Against the framework of their ethical policy, charities need to carefully consider whether a proposed commercial partnership is appropriate and in the best interests of the charity." 12
The three examples of commercial partnership it gave were:
licensing agreement (e.g. Christmas cards)
Its more recent guide on Fundraising (published in May 2011) suggests that engaging with commercial partnerships has high reputational risks and that “charities should be particularly cautious as co-branding or closely associating with a company can become problematic if the company is discovered to engage in unethical practices or criminal activity”. It suggests that charities “carefully research the commercial participator and should consider whether a partnership with the commercial participator is appropriate and in line with the charity’s values and objects”.(13)
The Charity Commission cautions that it’s the Trustees’ responsibility to look at the impact and risks of corporate partnerships, both in terms of protecting its reputation and its assets. As part of this, trustees need to consider the long-term implications of decisions – what the risks are of engaging or not engaging with a certain company.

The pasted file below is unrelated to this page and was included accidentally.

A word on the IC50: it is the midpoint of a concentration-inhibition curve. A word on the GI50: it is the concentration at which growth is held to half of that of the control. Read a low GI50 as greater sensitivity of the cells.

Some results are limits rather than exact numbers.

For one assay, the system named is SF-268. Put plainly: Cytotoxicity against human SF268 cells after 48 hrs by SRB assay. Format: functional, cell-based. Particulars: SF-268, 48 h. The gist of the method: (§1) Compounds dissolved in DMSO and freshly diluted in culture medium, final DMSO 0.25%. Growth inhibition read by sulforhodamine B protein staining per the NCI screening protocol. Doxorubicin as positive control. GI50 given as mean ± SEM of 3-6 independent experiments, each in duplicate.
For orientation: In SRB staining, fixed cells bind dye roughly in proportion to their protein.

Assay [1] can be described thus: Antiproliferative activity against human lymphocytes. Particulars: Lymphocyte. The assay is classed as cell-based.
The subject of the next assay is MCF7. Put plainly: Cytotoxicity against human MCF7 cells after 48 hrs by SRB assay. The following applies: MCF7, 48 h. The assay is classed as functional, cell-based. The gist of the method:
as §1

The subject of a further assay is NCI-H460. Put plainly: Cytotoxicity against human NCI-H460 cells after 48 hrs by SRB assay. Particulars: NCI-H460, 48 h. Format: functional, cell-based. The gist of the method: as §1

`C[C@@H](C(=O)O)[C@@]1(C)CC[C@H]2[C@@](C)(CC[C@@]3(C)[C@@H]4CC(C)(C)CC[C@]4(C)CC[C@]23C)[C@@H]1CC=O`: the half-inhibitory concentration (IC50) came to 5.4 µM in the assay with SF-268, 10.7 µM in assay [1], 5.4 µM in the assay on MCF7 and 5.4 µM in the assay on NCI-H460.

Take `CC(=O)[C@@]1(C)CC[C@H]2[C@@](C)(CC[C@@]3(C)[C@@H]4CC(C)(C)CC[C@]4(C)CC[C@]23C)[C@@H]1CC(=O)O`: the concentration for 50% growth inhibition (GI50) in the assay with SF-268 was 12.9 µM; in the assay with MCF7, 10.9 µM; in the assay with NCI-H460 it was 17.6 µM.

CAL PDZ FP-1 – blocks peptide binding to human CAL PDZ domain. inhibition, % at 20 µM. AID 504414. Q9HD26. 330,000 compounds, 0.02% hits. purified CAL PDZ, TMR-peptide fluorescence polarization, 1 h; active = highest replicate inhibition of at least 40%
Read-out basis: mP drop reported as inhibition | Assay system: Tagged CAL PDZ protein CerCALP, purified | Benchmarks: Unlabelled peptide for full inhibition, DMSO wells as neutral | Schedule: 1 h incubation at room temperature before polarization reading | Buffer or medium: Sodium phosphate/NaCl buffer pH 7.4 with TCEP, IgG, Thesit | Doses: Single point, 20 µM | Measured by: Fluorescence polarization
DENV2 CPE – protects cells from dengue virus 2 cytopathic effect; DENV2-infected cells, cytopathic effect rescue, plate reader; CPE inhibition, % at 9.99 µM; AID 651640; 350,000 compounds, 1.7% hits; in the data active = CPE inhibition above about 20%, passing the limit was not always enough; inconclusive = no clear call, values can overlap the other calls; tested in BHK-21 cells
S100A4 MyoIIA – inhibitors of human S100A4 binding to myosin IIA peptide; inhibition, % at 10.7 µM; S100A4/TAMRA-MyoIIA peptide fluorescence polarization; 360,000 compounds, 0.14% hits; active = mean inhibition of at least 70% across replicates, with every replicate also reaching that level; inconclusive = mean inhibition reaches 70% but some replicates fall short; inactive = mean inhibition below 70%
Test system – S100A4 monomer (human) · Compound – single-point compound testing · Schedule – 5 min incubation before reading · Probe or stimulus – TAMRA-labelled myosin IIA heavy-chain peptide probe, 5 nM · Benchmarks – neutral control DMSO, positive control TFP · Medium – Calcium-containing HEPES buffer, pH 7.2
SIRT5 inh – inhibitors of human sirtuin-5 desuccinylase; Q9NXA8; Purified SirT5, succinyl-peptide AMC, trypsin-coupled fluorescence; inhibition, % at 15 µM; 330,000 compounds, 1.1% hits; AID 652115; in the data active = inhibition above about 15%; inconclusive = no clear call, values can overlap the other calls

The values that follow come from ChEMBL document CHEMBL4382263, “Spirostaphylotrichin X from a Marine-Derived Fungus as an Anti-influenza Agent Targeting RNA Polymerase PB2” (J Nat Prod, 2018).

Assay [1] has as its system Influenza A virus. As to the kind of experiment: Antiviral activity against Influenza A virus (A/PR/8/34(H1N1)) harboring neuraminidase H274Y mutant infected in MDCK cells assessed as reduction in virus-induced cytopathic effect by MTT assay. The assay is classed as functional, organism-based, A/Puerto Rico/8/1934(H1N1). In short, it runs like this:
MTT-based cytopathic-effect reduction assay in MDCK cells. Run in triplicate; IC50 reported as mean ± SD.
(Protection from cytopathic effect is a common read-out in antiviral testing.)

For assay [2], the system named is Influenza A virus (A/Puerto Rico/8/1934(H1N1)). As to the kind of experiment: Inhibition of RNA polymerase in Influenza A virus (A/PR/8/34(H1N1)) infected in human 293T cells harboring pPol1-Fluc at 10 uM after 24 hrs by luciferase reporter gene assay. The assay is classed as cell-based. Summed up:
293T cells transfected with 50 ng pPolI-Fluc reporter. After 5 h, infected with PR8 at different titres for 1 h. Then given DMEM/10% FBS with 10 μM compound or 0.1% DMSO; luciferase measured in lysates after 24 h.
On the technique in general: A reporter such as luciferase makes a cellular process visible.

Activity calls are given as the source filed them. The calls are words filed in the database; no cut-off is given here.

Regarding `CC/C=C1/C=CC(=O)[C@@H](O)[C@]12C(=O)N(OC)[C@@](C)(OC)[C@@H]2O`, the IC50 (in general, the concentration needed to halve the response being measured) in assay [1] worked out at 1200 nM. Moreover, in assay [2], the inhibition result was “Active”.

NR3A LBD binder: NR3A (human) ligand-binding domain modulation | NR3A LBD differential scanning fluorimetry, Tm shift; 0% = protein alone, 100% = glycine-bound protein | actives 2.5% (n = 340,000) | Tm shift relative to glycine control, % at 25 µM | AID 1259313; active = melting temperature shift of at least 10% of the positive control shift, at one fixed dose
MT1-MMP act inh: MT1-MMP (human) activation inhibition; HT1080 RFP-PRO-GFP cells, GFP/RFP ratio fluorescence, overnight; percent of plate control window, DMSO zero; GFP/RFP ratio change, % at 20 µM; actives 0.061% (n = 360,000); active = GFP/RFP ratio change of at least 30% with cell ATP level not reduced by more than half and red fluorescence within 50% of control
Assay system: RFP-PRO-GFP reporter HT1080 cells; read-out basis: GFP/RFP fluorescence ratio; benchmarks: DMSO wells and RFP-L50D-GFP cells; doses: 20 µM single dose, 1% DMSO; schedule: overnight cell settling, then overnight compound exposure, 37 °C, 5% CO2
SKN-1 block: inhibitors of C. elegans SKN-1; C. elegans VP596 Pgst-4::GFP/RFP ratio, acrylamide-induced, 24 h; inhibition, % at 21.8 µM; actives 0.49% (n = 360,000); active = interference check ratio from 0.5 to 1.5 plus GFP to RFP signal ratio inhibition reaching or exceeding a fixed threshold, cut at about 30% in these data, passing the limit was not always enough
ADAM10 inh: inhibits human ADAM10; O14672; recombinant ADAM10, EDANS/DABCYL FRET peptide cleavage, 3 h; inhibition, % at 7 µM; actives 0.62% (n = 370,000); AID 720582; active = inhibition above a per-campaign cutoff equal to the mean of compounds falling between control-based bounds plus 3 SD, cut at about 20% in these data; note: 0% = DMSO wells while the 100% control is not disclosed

1.4 Avoidance and engagement
Before looking at the detail of developing a policy, it is useful to understand two distinct approaches to commercial partnership.
Many ethical policies will be built around a list of the types of business that the charity will avoid. Tobacco and armaments manufacturers commonly find themselves on avoidance lists at many charities. The mission of the charity itself will also dictate the type of business that the charity will want to avoid. See the section on Areas of Concern for more information. Specific examples are found here: (link to examples)
Sometimes when a potential problem with a company is less clearly outside the boundaries of acceptability, a charity can choose to 'engage' in discussions with a corporate partner to try to persuade it to change its behaviour. To some extent the idea of engagement has been borrowed from the world of ethical investment where its use is more prevalent.
WWF’s business engagement policy has a number of different levels. As well as no-go areas and extreme high caution industries it also considers what the potential partner is prepared to do to improve “their role in society helping to green up the economy while improving their own impacts”.(14)
Speaking about its engagement relationship with HSBC WWF previously explained how it "has been feeding into bank policy and changing its approach to issues such as the way it lends funds to development projects". (15) However, it has has been noted that the engagement position can sound 'suspiciously convenient', particularly if the size of the charity bears no relation to its corporate partner. (16)